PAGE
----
Two weeks later at the World Championships in Rome, Shanteau lowered the American Record in the 100 and 200 breaststroke again. He placed fourth in the 100 and won the silver medal in the 200 after getting nipped at the finish by Hungarian Daniel Gyurta.


Shanteau was one of the faces of US breaststroke leading into the 2012 Olympic Trials and was a favorite to make the Olympic Team in the 100 and 200 again, sitting as the top seed headed into the meet in the 200 and fourth seed in the 100.

Shanteau was able to make the team in the 100 breast that year and clinch a spot on the Olympic Team for London, and this time he was able to do it without the cloud of cancer hanging over his head.

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Photo Courtesy: Peter H. Bick

After he was originally diagnosed cancer free in September 2009, Shanteau had to continue to see doctors on a surveillance plan that would last nine years.

The first year he was getting checked every two months. The second year it was every two months. Then years three, four and five, it was twice a year. And after year five, it is just once a year.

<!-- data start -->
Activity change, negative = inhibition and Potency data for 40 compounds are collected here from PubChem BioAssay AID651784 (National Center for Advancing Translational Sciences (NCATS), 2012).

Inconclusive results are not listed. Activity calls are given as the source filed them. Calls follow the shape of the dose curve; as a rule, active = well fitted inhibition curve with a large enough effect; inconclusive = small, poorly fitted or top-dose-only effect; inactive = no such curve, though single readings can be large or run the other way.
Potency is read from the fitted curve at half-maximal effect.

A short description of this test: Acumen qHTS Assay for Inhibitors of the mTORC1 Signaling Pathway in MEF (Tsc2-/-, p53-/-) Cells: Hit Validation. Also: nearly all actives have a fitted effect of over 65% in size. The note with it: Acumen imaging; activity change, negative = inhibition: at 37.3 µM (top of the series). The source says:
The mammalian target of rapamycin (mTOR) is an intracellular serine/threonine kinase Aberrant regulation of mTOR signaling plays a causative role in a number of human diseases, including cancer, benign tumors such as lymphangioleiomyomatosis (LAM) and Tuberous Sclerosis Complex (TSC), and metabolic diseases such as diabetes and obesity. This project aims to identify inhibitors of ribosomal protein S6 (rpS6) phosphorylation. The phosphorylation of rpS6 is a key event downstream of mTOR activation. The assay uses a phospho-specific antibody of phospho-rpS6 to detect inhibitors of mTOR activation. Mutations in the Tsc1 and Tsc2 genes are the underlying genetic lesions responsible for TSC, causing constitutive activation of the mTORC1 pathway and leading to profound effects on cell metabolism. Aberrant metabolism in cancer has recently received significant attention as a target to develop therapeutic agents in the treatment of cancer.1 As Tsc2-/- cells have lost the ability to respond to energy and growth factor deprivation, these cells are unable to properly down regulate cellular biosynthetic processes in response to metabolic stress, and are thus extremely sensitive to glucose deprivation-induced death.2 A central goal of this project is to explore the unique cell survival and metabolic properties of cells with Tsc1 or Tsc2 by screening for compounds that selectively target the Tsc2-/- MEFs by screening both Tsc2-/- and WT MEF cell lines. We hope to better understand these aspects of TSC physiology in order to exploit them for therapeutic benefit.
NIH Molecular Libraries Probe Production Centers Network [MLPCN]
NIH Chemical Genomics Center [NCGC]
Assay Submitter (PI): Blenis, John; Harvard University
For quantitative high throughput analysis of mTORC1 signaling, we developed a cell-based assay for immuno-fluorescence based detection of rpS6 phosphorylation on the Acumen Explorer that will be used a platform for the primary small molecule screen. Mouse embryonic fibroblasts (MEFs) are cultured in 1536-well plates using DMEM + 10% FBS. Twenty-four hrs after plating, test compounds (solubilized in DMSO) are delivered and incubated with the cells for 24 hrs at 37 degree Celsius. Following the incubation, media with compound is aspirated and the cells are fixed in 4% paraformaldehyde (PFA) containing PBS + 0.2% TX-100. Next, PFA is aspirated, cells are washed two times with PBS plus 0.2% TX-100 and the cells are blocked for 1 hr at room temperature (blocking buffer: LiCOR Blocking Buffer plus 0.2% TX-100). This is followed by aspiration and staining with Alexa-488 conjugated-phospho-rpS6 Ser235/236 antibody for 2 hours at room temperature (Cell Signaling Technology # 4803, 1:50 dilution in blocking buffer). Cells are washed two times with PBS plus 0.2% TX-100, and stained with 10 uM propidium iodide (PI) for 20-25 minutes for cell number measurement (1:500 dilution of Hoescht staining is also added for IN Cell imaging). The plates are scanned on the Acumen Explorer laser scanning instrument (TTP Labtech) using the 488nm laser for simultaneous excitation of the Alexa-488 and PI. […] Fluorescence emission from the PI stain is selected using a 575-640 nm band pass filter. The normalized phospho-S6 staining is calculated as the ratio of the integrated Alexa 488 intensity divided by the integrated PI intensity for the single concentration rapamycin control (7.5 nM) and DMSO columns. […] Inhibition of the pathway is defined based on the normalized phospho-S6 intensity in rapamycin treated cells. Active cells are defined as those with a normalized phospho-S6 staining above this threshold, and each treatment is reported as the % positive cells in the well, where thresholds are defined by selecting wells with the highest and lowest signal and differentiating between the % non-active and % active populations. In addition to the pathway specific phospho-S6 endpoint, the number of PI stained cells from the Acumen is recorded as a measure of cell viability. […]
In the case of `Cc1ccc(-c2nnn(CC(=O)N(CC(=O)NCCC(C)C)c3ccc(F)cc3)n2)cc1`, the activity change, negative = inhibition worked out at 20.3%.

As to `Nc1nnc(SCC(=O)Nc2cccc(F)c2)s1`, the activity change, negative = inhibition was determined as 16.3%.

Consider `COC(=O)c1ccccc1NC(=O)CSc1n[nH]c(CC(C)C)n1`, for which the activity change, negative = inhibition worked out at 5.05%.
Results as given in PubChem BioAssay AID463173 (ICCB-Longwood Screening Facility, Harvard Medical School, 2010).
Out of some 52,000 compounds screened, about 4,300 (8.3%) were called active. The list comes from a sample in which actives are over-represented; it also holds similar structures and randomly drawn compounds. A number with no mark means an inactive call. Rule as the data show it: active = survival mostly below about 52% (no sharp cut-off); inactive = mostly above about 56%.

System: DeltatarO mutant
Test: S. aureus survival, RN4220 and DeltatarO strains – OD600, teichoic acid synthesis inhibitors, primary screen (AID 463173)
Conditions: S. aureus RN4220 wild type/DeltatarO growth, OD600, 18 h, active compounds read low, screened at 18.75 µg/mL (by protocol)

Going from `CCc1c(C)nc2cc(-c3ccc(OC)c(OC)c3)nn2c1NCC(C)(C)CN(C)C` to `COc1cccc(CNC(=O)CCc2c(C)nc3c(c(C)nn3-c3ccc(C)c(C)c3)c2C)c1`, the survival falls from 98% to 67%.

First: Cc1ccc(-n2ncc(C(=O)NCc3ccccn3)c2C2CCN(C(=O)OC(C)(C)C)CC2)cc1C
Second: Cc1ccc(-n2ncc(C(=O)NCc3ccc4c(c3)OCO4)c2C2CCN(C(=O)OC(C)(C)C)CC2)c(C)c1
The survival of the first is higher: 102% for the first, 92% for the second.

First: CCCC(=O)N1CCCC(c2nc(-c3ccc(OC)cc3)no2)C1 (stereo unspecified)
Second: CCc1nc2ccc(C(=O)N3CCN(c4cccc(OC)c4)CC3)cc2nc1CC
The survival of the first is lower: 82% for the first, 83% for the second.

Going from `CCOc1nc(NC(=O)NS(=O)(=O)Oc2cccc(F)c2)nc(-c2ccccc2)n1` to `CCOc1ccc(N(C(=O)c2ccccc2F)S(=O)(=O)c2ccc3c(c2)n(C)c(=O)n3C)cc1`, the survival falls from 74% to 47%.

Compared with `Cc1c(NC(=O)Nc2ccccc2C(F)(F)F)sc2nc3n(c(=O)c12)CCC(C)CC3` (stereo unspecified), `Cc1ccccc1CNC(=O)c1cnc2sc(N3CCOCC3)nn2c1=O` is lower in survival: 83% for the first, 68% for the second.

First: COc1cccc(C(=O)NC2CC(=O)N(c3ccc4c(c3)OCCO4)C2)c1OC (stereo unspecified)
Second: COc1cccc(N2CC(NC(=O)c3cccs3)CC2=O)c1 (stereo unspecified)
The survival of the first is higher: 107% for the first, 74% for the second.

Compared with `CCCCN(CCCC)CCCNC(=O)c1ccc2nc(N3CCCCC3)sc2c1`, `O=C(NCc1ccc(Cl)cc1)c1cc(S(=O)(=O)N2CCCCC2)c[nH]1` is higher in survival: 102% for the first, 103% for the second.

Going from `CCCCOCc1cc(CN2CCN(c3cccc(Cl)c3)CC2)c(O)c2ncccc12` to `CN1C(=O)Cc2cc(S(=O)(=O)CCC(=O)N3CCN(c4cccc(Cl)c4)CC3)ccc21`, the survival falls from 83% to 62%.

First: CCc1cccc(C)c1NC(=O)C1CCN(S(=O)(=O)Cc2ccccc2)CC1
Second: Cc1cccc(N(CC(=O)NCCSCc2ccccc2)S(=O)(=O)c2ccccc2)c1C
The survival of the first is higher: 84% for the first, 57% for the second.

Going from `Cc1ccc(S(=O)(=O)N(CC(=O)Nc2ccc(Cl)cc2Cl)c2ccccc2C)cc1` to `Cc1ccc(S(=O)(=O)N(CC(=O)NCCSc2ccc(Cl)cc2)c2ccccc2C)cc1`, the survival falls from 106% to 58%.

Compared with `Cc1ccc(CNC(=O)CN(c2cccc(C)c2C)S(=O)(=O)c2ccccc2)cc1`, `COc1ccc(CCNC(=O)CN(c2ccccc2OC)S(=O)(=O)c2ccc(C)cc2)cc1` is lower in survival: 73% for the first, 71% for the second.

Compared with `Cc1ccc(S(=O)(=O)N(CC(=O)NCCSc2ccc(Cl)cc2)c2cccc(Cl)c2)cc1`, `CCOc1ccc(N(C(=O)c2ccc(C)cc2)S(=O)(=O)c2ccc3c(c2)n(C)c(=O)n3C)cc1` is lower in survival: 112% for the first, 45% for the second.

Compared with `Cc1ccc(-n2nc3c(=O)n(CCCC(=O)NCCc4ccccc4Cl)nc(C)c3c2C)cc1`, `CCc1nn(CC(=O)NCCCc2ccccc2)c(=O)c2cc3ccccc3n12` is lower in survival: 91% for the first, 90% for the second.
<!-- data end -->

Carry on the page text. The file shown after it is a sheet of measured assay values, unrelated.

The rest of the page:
But just when Shanteau’s nine year plan was coming to an end, doctors found a recurrence back in 2017. That required a much more invasive treatment where he did chemo and more surgery. So Shanteau’s clock restarted after that and he is again a year and a half cancer free.

As for Nathan Adrian, Shanteau said did reach out to him after his diagnosis.

Adrian has already undergone surgery to remove some of the lymph nodes that the cancer may have spread to, and has already returned to the gym. So if Adrian is on a similar path that Shanteau was on, then he could be back and better than ever by the summer.